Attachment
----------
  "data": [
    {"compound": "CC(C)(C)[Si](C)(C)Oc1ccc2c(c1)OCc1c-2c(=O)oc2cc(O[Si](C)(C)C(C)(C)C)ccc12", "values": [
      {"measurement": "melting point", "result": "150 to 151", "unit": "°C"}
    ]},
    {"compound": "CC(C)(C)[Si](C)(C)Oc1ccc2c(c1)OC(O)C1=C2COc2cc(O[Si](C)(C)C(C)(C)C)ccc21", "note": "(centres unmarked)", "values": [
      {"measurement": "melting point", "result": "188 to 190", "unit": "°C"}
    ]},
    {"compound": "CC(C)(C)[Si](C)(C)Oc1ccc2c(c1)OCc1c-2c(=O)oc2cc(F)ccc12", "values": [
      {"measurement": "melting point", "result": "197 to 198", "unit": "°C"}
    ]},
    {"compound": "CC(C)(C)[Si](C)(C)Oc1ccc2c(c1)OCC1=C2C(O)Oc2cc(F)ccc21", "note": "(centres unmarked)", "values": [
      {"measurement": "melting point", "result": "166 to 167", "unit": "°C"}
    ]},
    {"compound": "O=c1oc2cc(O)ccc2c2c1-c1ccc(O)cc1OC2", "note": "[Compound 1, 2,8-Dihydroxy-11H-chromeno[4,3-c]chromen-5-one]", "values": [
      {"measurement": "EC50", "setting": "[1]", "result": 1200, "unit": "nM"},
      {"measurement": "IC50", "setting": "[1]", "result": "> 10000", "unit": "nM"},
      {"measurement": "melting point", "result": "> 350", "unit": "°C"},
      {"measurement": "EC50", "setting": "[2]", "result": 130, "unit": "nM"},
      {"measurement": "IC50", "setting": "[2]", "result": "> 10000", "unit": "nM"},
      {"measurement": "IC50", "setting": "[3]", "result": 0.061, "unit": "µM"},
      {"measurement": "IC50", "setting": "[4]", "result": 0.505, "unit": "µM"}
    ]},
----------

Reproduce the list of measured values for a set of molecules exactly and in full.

  "data": [
    {"compound": "CC(C)(C)[Si](C)(C)Oc1ccc2c(c1)OCc1c-2c(=O)oc2cc(O[Si](C)(C)C(C)(C)C)ccc12", "values": [
      {"measurement": "melting point", "result": "150 to 151", "unit": "°C"}
    ]},
    {"compound": "CC(C)(C)[Si](C)(C)Oc1ccc2c(c1)OC(O)C1=C2COc2cc(O[Si](C)(C)C(C)(C)C)ccc21", "note": "(centres unmarked)", "values": [
      {"measurement": "melting point", "result": "188 to 190", "unit": "°C"}
    ]},
    {"compound": "CC(C)(C)[Si](C)(C)Oc1ccc2c(c1)OCc1c-2c(=O)oc2cc(F)ccc12", "values": [
      {"measurement": "melting point", "result": "197 to 198", "unit": "°C"}
    ]},
    {"compound": "CC(C)(C)[Si](C)(C)Oc1ccc2c(c1)OCC1=C2C(O)Oc2cc(F)ccc21", "note": "(centres unmarked)", "values": [
      {"measurement": "melting point", "result": "166 to 167", "unit": "°C"}
    ]},
    {"compound": "O=c1oc2cc(O)ccc2c2c1-c1ccc(O)cc1OC2", "note": "[Compound 1, 2,8-Dihydroxy-11H-chromeno[4,3-c]chromen-5-one]", "values": [
      {"measurement": "EC50", "setting": "[1]", "result": 1200, "unit": "nM"},
      {"measurement": "IC50", "setting": "[1]", "result": "> 10000", "unit": "nM"},
      {"measurement": "melting point", "result": "> 350", "unit": "°C"},
      {"measurement": "EC50", "setting": "[2]", "result": 130, "unit": "nM"},
      {"measurement": "IC50", "setting": "[2]", "result": "> 10000", "unit": "nM"},
      {"measurement": "IC50", "setting": "[3]", "result": 0.061, "unit": "µM"},
      {"measurement": "IC50", "setting": "[4]", "result": 0.505, "unit": "µM"}
    ]},